Charleville Airfield, Qantas Hangar and Norden Bomb Site Store
Mitchell Highway, Charleville 4470
Charleville airport has close historic ties with the birth of commercial aviation in Australia. In 1920, two World War I pilots, Hudson Fysh and Paul McGinness, registered the Queensland and Northern Territory Aerial Services Limited (QANTAS) with the objective of establishing an aerial passenger and mail service between the railhead townships of outback Queensland and the Northern Territory. Early in 1922 Qantas successfully tendered for a new government mail contract between Charleville and Cloncurry and over the following months landing grounds were established at points along the route. During this period Qantas contracted the erection of aircraft hangars at Charleville, Longreach and Cloncurry. Today the remains of wartime occupation include the surviving wartime maintenance hangar—Hangar 104—which was retained by the RAAF when the US forces departed, and a small concrete shed, built in 1942 as a security store for bombsights fitted to US heavy bombers staging through Charleville. The instruments were removed from the aircraft on landing and taken to this building, where a round-the-clock guard was mounted. It now provides evidence of the determination of the USAAF to protect the secrecy of its new Norden bombsight.
The work of enlarging the existing civil aerodrome at Charleville was requested by the Department of Civil Aviation in November 1941. The work was undertaken by the Main Roads Commission. Early in 1942, after the Japanese invasion of the Pacific, Charleville aerodrome became the terminal for the Pacific ferry route over which heavy bomber aircraft were flown from the US to the South-West Pacific Area. The remote airfield provided a safe haven for storage of valuable aircraft, the dry climate helping to minimise corrosion. Reception, storage and maintenance of US aircraft was the intended wartime role for Charleville aerodrome. The first B-17 bombers began arriving during April 1942. Construction of new runways, dispersal taxiways and four large hangars was completed by July, when the US 45th Air Base Group took control. A fifth hangar was completed by January 1943. However, by then US maintenance operations at Charleville were scaling down. In August 1943 four hangars were dismantled and removed to Eagle Farm aerodrome, Brisbane, for use by the US Air Service Command. The historic Qantas hangar-which was also used by the Americans-survived the war and was later used by Trans-Australia Airlines. The site is now used by the Royal Flying Doctor Service.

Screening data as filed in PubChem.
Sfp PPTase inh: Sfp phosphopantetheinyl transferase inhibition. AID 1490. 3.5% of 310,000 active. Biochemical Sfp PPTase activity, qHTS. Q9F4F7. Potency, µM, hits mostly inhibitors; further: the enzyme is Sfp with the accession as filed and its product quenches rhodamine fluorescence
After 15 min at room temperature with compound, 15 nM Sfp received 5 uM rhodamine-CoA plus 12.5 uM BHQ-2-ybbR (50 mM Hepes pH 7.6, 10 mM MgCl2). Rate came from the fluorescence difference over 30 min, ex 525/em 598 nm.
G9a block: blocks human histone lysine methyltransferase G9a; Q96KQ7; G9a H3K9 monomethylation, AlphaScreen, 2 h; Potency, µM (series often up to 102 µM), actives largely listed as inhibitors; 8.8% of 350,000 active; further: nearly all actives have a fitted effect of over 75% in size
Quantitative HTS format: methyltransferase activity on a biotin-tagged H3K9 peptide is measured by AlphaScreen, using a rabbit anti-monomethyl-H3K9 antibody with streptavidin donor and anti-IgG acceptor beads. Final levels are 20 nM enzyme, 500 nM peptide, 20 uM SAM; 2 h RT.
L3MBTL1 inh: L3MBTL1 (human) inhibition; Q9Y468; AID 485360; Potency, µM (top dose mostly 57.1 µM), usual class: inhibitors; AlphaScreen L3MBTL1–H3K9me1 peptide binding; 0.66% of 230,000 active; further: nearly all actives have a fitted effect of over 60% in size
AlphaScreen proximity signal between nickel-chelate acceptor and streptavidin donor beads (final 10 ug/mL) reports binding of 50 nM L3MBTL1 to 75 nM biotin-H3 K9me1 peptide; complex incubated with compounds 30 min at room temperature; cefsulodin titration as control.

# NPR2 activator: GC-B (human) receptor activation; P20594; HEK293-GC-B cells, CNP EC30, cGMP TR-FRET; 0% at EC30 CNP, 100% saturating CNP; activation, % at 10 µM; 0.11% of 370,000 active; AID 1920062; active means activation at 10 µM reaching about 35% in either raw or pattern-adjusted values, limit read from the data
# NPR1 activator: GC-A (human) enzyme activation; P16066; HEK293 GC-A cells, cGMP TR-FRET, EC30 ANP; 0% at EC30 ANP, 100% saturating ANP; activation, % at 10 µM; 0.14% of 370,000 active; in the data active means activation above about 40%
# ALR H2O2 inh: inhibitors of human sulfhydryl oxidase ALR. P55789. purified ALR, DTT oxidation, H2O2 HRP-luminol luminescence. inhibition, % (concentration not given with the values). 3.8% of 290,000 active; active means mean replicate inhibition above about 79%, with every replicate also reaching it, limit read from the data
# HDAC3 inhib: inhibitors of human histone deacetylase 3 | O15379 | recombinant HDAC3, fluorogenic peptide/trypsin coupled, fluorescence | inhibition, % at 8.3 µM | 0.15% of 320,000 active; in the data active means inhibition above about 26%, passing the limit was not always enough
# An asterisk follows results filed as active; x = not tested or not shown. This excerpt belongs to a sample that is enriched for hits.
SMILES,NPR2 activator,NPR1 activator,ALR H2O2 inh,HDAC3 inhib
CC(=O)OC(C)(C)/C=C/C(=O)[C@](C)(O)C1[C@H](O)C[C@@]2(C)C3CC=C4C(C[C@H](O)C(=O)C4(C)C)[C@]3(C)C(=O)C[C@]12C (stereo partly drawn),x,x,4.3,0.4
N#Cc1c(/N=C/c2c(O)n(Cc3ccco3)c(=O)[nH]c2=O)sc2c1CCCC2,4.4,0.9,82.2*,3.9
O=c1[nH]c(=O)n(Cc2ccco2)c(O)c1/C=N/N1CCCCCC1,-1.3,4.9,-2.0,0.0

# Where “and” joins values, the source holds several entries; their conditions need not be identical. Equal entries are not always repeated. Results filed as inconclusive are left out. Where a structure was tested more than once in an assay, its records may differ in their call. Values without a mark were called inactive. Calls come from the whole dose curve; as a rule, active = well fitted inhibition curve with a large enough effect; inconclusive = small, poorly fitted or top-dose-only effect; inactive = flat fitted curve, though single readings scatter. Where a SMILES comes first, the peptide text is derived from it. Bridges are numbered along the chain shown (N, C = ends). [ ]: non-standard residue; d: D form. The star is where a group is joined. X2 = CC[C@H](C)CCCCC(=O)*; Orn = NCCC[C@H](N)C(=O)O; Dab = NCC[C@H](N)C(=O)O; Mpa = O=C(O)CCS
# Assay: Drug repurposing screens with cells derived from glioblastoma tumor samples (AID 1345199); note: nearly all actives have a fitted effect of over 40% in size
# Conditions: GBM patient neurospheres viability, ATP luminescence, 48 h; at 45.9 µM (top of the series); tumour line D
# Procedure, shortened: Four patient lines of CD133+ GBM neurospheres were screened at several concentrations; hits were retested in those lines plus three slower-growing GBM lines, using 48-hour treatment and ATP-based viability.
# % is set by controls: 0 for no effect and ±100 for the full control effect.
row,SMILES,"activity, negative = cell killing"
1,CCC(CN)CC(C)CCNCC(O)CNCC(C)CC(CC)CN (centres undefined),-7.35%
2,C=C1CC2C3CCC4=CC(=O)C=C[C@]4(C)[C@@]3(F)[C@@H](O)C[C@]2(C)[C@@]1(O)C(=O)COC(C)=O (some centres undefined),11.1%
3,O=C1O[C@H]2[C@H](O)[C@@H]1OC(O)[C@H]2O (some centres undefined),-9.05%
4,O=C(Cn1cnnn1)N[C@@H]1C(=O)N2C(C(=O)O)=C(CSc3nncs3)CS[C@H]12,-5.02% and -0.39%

From mid 1942, Glenroy woolscour, on the railway east of Charleville aerodrome, was used as a storage facility for the new US air base. A large fibro-sheeted warehouse and three prefabricated workshops were erected at the site and three 25,000 gallon fuel tanks were installed. These structures were removed by the US forces on their departure in 1944.
Pearce, Howard (contributing author).
Vera Bradley. I Didn’t Know That: Cairns and district Tully to Cape York, 1939–1946, Service personnel and civilians, Boolarong Press, Brisbane, 1995.
Peter Nielsen. Diary of WWII North Queensland, Nielsen Publishing, Gordonvale, 1993.
Howard Pearce. WWII: NQ: A cultural heritage overview of significant places in the defence of north Queensland during World War II. Environmental Protection Agency, Brisbane, 2009.
Roger Marks, Queensland Airfields WW2: 50 years on, Brisbane, 1994.